The rest did go better from there. It was very risky for me to go at the audience this way, but I just have no understanding why you would come to a comedy club and not want to laugh. I have seen shows where comedians just aren’t well-suited for their people they are performing for, but my current act has been designed to resonate with all ages and all races, except for…

After the show I was out in the lobby selling my merch when people started to come up to me and mention that they thought I was really funny and they were sorry the crowd wasn’t better. That is a very midwestern thing to do, if the audience isn’t great as a collective group there will be some individuals who will take it upon themselves to apologize for that. I’m that type of person, so I appreciate it when I hear it. Now I knew that a large group there that night were black females, but I usually do great with that particular demo, so I didn’t feel like that was the impetus for my having a below average show. Well that was until I saw them come out of the showroom. Upon closer inspection I realized they were all Lesbians.

Now, as I stated, I do well with pretty much all groups. I discuss my bewilderment of homophobia in my show and at least a couple times a month I have a Gay person come up to me and thank me for it. My act I believe resonates better with women than men, since I’m so honest about my personal life. Lesbians have always enjoyed my show, Black women have always enjoyed my show, but…I think Black Lesbians might be my kryptonite. Here’s my simple theory.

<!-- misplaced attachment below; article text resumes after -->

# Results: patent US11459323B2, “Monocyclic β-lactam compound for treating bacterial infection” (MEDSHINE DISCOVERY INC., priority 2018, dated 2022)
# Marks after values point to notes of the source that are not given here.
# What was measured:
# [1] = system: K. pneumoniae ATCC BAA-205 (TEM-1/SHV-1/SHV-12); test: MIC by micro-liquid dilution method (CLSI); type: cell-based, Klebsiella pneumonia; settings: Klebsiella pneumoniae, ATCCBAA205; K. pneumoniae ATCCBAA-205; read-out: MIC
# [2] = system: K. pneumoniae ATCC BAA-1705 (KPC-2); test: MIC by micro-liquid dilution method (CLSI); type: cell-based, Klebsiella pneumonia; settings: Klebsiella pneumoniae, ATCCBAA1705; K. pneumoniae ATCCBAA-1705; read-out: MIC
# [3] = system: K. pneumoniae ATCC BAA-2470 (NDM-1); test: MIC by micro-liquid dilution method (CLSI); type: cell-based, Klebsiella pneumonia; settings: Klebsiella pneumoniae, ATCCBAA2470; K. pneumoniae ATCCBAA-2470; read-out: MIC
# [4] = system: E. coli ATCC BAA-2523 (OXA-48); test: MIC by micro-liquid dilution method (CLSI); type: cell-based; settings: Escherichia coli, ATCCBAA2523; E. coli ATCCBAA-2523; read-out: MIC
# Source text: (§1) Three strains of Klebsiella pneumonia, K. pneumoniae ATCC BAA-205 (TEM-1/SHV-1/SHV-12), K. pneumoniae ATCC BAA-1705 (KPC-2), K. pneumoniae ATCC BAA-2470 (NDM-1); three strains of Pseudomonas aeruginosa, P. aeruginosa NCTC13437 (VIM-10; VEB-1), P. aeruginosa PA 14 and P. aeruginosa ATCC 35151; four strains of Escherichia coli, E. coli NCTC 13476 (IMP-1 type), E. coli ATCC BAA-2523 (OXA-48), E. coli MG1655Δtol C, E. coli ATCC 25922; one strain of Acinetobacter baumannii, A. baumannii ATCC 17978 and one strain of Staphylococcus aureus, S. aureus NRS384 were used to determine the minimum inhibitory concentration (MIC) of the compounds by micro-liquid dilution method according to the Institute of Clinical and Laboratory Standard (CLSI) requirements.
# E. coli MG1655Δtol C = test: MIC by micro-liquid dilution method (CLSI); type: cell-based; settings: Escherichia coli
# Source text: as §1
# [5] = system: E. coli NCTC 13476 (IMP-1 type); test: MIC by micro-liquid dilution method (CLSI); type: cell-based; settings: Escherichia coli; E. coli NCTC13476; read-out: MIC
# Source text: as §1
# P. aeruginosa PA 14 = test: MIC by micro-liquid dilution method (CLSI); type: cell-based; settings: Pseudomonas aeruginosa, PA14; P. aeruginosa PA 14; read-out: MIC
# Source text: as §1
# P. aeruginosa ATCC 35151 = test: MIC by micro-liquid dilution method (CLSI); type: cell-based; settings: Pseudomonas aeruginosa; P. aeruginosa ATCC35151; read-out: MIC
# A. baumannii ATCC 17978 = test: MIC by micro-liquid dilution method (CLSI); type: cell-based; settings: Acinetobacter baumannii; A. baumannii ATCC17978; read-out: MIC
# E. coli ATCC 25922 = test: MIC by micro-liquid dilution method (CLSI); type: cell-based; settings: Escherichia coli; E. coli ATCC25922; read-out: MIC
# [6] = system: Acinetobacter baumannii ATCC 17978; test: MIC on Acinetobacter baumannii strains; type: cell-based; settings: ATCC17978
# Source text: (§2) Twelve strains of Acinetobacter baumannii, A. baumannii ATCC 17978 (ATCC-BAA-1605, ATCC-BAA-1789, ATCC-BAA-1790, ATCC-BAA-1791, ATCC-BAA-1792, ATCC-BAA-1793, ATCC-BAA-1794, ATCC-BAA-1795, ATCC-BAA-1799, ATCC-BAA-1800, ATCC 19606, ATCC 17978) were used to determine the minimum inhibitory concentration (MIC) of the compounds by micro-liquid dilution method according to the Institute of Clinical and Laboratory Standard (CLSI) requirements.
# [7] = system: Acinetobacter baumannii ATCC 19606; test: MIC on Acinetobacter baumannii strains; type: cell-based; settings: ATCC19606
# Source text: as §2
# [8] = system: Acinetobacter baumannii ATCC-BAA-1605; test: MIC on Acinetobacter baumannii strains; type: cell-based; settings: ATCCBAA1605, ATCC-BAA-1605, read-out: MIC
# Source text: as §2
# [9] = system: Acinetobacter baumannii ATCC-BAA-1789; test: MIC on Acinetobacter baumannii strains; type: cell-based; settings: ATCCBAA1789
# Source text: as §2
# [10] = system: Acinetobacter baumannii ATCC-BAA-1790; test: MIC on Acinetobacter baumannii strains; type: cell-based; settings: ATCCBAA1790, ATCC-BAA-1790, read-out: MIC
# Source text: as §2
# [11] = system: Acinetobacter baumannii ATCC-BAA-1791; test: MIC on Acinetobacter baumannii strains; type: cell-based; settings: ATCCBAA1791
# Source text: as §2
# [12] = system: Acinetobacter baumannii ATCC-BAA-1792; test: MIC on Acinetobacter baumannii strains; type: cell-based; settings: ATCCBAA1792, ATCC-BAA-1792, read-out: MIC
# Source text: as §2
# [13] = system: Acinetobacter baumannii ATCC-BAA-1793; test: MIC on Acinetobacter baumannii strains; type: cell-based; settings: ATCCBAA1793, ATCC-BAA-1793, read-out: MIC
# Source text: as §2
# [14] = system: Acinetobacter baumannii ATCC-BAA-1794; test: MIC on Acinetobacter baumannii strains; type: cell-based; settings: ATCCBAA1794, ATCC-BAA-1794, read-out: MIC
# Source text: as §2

I’m middle-aged Whitey. I’m the Man. You know the guy who hasn’t given them one break in their life, so for me to connect with them in a comedic way is I believe pretty damned impossible. I talk in my show a lot about how my life has went off the rails from the struggles parenthood and marriage has presented me. What I was talking about in my show was like a verbal version of me trying to stick my dick in them. They had no interest.

Now I’m aware that I might have just not been their cup of Jolene, but I’m a good justifier when I want to be, so I’m sticking with my larger theory. A dozen Tracy Chapman’s aren’t going to Give Me a Good Reason to Stay onstage. When more than 25 percent of your audience is not buying in, you are going to be fighting it, unless you are playing to over 100 people. Now I know I’ve written some crazy stuff here in the past and I’m sure this is at the top end of nutty for some of you, but this is what I started this blog to do. Analyze specific shows and try to figure them out. My work is done for this one.